There are very few limits on the variations you can come up with making a character. Two clerics are not essentially the same, even if they pick the same Flavor (like War or Lifebringer - I think it's called). They can have different backgrounds, different set of weapons or equipment, and a bunch of other things. There is not one class that is better than the other - although the wizards that go for the School of Illusion need some work on balancing them somewhat XD lol.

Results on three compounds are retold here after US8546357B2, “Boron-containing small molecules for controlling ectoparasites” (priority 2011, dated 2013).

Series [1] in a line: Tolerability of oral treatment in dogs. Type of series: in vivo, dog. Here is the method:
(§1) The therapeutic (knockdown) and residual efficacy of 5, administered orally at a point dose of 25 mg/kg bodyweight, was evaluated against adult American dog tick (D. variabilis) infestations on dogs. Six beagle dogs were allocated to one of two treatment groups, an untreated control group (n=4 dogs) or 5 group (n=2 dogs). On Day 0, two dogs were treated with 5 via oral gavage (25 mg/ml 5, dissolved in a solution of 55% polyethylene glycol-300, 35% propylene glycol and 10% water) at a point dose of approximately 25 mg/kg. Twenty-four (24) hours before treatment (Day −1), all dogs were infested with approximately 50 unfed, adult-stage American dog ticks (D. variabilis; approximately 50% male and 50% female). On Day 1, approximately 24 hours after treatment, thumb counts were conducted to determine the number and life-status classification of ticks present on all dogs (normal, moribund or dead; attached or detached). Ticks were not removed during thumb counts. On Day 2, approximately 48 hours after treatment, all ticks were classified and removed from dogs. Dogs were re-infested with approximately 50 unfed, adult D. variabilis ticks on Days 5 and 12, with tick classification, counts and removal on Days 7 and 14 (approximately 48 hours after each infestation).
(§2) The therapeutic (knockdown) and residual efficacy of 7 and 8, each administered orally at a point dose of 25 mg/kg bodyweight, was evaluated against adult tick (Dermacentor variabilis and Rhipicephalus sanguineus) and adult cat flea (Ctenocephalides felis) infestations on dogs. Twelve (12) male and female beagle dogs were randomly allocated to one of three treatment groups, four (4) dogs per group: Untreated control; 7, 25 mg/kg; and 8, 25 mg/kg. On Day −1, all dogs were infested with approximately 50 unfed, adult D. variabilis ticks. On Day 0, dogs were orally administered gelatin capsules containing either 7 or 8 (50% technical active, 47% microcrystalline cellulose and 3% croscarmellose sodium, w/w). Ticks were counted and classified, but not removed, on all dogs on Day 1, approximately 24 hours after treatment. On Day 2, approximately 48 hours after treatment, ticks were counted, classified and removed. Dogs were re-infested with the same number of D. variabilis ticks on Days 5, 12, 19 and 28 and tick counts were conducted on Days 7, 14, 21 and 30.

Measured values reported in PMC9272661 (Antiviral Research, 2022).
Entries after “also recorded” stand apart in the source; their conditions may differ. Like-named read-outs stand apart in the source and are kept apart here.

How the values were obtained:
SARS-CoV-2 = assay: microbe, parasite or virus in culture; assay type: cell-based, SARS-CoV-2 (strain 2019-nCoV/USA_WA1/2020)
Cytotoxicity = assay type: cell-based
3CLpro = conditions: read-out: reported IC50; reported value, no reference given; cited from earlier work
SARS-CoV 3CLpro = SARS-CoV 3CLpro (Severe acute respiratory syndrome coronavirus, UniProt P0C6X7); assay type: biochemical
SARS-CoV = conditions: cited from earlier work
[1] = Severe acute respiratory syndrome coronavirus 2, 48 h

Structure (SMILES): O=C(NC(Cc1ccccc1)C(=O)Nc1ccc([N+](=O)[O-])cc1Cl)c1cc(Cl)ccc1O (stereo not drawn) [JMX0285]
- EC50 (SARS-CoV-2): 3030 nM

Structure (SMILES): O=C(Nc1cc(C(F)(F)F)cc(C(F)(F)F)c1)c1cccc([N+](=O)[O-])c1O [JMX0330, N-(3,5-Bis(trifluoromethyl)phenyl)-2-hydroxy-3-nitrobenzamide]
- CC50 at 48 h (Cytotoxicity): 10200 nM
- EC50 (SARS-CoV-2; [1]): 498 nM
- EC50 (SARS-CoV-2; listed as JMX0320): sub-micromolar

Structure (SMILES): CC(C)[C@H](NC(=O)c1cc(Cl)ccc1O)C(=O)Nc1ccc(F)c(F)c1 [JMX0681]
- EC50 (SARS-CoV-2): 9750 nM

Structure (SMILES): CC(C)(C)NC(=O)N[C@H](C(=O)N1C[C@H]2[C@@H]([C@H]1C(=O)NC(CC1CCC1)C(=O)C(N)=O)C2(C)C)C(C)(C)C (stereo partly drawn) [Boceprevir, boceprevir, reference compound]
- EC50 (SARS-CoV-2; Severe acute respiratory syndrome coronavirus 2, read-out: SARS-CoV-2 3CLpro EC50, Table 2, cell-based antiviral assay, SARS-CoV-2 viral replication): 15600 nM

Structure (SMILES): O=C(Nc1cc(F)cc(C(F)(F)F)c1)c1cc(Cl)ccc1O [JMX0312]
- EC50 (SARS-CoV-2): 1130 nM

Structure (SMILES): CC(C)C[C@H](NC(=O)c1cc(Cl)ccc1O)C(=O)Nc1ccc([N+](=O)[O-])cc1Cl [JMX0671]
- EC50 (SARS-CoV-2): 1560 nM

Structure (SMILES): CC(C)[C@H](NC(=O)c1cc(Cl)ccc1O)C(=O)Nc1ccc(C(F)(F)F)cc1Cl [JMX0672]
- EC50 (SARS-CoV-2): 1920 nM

In terms of spells, like 4e, you prepare them with your short or long rest but you don't HAVE to sleep through long rests - just don't do anything strenuous. And guess what? Even my Ranger/Minstrel character gets spells :O Of course, we're not talking about a fireball here. They get "spells" or whatever you want to call them, depending on their class - even the fighter gets some type of spells (I think 1 spell in lvl 1). Now, the spell itself is not what disappears once you use it. The spells are placed in what are called "Slots". Your amount of "Slots" is dependable of class. It is the "Slots" the one that is used up. For example: Gwaine has two "Spells" and two "Slots". He decides to use the spell "Hunter's Mark" which allows him to better track an enemy up to a 100 feet away with a duration of 1 hour if he's not concentrating, and it also helps in battle against his quarry, giving him 1d6 extra damage against the target. Now, by using Hunter's Mark, Gwaine has used one slot. He has one slot left. He has another spell he can use - Longstrider - but he decides that he needs to track someone else again. He can spend his last slot - for the time being - to use Hunter's Mark again instead of Longstrider. He's out of Slots, yes - so they are not like the At Will powers of 4e - but not the spell itself. In comparison to the 4e spell of Hunter's Quary, I have to say that the action economy of 4e was better in that sense. Hunter's Quary - which works fairly the same as Hunter's Mark - was a minor action, so you could use it once in your turn and once in the round, but it wasn't dependable on "Slots". You could mark various enemies during the encounter and get that extra damage to the marked enemy. With Hunter's Mark, Gwaine has only two times to use it - if he decides not to use Longstrider - at least in lvl 1 until he gets more Slots. Think of the Slots as how much concentration does a character have, or how much can he focus on something, does he get tired, etc etc etc... However, the difference between these two similar "spells" is not a let down from the new system, since the action economy of Next is fairly nice to players and DMs